Neo-Nazis, the KKK, and White Supremacists Are Coming After All of Us

From The Rainbow Times:  http://www.therainbowtimesmass.com/neo-nazis-kkk-white-supremacists-coming-us/

By: Deja Nicole Greenlaw
September 7, 2017

I wasn’t surprised when the KKK, white nationalists, and white supremacists gathered in Charlottesville, Virginia to protest the removal of a Robert E. Lee statue, but I was surprised to see Nazi flags flying among their midst. I was shocked that those who flew the Nazi flag were so open about it. The Nazi symbol, the swastika, is such an awful symbol that for someone to actually fly the Nazi flag today was out of the question, or so I thought. It was bad enough seeing the KKK and the white nationalists and supremacists at that protest but to add neo-Nazis to the mix was to add horror to an already deplorable protest. 

The neo-Nazis hold the same beliefs as the original Nazis. Their cardinal enemy is the Jewish people, but they also despise non-white, as well as LGBTQ folk. The Neo-Nazis are afraid that they are losing their place in society and the Jewish people, the non-white people, and the LGBTQ people are seen as taking away their rights and knocking them off their place in society. What is going on with these folks? How can they think like this?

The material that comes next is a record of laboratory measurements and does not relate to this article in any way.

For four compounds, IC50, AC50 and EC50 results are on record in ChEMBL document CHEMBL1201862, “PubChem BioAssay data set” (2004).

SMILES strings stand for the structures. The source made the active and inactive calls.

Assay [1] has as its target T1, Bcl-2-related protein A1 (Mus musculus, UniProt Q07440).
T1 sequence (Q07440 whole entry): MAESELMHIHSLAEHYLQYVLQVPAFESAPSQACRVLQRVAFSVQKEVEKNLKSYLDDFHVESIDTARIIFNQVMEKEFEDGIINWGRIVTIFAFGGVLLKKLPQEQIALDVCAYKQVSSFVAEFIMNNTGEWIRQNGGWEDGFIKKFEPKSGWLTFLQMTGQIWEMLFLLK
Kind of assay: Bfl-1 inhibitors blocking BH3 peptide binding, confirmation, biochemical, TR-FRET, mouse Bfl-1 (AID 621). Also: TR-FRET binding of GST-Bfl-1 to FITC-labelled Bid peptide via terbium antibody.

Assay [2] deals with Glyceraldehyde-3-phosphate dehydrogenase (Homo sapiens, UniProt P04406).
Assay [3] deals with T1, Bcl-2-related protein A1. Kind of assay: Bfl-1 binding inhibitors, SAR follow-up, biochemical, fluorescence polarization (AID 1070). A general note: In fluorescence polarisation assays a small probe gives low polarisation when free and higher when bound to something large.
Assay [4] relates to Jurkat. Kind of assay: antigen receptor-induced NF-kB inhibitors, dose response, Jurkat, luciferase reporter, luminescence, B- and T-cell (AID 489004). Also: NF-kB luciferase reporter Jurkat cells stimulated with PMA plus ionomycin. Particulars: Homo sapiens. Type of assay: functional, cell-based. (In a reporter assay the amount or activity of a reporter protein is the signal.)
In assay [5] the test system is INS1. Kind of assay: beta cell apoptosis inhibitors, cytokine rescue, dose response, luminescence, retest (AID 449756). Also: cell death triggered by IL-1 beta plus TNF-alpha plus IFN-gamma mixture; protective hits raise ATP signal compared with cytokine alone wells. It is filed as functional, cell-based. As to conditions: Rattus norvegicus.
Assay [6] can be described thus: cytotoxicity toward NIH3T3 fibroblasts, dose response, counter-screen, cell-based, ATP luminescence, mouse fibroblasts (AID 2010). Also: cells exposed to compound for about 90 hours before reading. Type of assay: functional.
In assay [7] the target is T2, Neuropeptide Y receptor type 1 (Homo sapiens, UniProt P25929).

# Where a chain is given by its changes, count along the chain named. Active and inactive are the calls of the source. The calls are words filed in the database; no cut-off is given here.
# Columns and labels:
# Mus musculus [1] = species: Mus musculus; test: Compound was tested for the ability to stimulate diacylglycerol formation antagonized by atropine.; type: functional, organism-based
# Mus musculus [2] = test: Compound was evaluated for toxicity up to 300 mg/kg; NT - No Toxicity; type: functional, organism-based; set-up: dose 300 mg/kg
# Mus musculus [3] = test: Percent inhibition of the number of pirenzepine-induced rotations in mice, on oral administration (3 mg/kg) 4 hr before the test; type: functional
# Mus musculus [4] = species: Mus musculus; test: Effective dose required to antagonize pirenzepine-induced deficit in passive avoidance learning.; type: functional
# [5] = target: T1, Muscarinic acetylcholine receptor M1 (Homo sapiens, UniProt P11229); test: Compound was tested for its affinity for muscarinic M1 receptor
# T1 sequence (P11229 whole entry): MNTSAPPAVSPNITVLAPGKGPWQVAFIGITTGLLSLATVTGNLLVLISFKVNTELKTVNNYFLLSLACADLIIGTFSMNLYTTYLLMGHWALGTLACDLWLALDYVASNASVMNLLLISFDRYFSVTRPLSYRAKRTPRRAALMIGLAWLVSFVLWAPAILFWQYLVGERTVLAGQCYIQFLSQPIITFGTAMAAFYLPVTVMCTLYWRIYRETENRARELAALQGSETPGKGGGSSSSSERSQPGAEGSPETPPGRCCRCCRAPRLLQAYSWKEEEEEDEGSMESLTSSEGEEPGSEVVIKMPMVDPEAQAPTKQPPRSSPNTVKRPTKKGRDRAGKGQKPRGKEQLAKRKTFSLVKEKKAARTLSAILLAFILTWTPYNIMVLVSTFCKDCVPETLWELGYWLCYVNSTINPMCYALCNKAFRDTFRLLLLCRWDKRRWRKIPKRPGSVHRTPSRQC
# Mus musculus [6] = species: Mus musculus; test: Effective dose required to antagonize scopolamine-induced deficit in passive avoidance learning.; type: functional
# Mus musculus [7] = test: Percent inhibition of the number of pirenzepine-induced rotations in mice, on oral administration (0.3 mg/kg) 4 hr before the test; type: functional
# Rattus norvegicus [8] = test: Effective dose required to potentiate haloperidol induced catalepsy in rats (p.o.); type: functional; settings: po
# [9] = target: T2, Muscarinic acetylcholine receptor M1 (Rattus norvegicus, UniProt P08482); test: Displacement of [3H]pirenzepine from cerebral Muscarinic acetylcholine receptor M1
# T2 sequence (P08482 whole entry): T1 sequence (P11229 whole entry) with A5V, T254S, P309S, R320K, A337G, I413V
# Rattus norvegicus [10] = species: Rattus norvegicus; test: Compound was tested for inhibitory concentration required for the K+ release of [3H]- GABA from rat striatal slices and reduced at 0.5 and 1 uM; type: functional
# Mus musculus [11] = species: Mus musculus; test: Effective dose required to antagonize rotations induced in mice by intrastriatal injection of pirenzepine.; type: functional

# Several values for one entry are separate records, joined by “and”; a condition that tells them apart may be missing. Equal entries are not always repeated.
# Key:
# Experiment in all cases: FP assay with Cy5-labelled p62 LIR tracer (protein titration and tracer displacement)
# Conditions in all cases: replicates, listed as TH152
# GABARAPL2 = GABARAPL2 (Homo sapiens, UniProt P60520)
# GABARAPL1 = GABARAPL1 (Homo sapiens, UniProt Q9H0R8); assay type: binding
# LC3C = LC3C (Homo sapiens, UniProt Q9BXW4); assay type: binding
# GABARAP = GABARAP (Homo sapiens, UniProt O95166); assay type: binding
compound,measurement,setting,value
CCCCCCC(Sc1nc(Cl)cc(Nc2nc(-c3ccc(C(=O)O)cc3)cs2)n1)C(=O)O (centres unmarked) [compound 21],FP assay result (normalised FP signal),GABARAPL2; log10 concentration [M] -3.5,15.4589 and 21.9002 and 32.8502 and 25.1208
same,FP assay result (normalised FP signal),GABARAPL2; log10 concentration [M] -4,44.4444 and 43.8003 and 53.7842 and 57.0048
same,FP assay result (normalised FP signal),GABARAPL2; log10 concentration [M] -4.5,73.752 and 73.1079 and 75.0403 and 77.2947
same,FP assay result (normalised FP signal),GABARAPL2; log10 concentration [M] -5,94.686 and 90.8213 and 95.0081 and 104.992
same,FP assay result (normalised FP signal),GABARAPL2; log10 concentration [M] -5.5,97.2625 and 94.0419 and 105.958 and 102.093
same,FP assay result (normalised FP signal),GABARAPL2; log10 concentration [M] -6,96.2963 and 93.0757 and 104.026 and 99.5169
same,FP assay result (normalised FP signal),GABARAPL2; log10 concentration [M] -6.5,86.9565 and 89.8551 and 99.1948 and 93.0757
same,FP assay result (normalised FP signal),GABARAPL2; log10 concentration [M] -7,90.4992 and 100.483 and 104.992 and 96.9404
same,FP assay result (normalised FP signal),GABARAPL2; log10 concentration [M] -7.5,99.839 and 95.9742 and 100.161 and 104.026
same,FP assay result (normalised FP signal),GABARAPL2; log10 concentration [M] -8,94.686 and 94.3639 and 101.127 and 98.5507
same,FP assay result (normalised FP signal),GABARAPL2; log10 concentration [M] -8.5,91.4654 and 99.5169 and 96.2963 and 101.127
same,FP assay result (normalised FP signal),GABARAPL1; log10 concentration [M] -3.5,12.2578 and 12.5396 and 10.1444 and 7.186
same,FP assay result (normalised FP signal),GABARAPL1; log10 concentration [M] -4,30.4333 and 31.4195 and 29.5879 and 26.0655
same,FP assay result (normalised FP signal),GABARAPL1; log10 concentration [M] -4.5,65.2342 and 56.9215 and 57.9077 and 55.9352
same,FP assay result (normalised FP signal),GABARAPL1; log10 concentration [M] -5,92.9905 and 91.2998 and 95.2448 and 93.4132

One reason that they may think like this is because many of them do not have the ability to think in a way that is nuanced. They can only see things in black and white rather than the more complex gray way. They lack integrative complexity when it comes to thinking. This was a finding from Alejandro Beutel who researches violent extremist ideologies. Beutel is a researcher studying countering violent extremism at the National Consortium for the Study of Terrorism and Responses to Terrorism (START).